If you are working for an Internet business, or running your own, you need to get on the Web video bandwagon. Right now.
In this modern digital world of Instagram, status updates, and tweeting, a video can almost seem prosaic. So old school. So TV. So big broadcast network.
That is, until you learn the truth about the astounding power of web video. At which point you will drop your phone mid-tweet and run to sign up for an audio visual club.
1. YouTube has more than 1 billion unique visitors per month.
That’s 1/7 of the ENTIRE human population. And nearly 1 in every two people on the Internet visit YouTube every month.
What this means: YouTube now reaches more US adults aged 18 – 34 than any other cable network. If you were planning a TV ad to reach the masses in America, you might be better off putting those ad dollars into your YouTube channel.
And the best part? YouTube, unlike a big network media buy is…FREE.
2. By 2017 video traffic will account for 69% of all Internet traffic.
By comparison, 2012 saw 57% Internet traffic in video content. At this rate if one person were to watch all the video content that passes through IP networks in one month of 2017 it would take them 5 million years.
What this means: There is something about video that draws people in like nothing else: not status updates, GIFs, or even sepia toned pictures.
And the good news is that platforms such as Vine, Instagram video, Google+ and YouTube are making it easier than ever for brands to create entertaining and useful content without the high production costs involved in traditional media.
In getting on top of this trend now you’ll reach more potential customers today and tomorrow, and convert them, long term.
3. Eighty-seven percent of shoppers say online content has a major to moderate impact on vendor preference and selection
And the best way to serve online content? Video, of course!
What this means: If a picture tells a thousand words, than a six second Vine video (at 24 fps) is 144,000 words. Even six seconds is enough to get a lot of information across.
But the real magic happens when you hedge the line between lo-fi entertaining content and polished informational advertising.
A good rule to go by when thinking about what to create is:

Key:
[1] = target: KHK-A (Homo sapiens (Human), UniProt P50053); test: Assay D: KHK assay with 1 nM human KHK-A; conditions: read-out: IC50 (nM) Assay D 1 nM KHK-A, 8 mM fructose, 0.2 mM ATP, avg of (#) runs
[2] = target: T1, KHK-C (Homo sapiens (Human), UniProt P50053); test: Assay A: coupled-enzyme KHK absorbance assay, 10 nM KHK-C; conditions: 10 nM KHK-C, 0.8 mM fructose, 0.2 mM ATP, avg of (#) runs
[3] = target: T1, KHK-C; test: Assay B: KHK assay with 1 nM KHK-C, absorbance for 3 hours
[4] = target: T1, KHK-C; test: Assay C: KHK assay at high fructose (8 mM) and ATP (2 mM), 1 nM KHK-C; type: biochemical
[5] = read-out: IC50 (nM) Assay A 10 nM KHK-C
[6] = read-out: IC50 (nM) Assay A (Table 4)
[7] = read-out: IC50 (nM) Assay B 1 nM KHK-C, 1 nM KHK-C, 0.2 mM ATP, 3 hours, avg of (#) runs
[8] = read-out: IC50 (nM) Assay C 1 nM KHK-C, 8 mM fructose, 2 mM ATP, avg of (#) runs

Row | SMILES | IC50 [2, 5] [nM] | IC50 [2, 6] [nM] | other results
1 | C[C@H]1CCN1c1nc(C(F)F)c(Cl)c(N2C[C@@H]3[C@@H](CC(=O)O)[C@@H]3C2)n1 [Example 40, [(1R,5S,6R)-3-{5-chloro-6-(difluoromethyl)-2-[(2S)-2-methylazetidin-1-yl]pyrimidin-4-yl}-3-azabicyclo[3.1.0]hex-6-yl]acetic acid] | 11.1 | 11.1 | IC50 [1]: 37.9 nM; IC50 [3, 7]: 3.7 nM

Does it provide something useful? Or
Is it entertaining or unexpected?
I do have to share one word of caution: 43% of respondents say “blatantly self-promotional” content is a major turn off. So you know, if you wouldn’t feel comfortable talking to your friend like that, don’t put it in a video!
4. But people give up on a brand’s video if it doesn’t load in TWO seconds.
If the video is slow to load people begin dropping off at two seconds. By 10 seconds 40% of people have already gone and less likely to return to your website in that same week.
So make sure your video loads!
What this means: Slow load times kill your chances of high view counts. Perhaps we’ve been so conditioned to terrible experiences from the days of dial up Internet, but videos not optimized for different devices is costly.
Ensure you put your best (and quickest) foot forward. YouTube and Vimeo make this easy.
5. Mobile and tablet video share has grown 133% year over year
Meaning that it’s not just people bored at work that will be watching your videos.
What this means: If you’ve been playing with the idea of SnapChat or Vine or Instagram, now is the time to get serious. Begin with short intro videos to your company, employees and products. Encourage staff to use their profile to act as correspondents. People like to interact with brands on social media as it gives them a peek-behind-the-company-curtains. Use rich imagery to show what you’re about.
The moral of these astronomical stats is that people LOVE to watch video on mobile. Videos are important to driving purchases. And what’s better than reaching people at their desks? Reaching them on their commute home, while they are waiting for a friend, during a lazy day at the beach…
The Internet is becoming the broadcasting medium of the future, and though the Internet may be killing the TV star, but video is stronger than ever.
Amber Horsburgh is a Strategist at Brooklyn digital creative agency Big Spaceship, where, in the spirit of full disclosure, YouTube is a client. She teaches Google Analytics and Digital Strategy at Skillshare.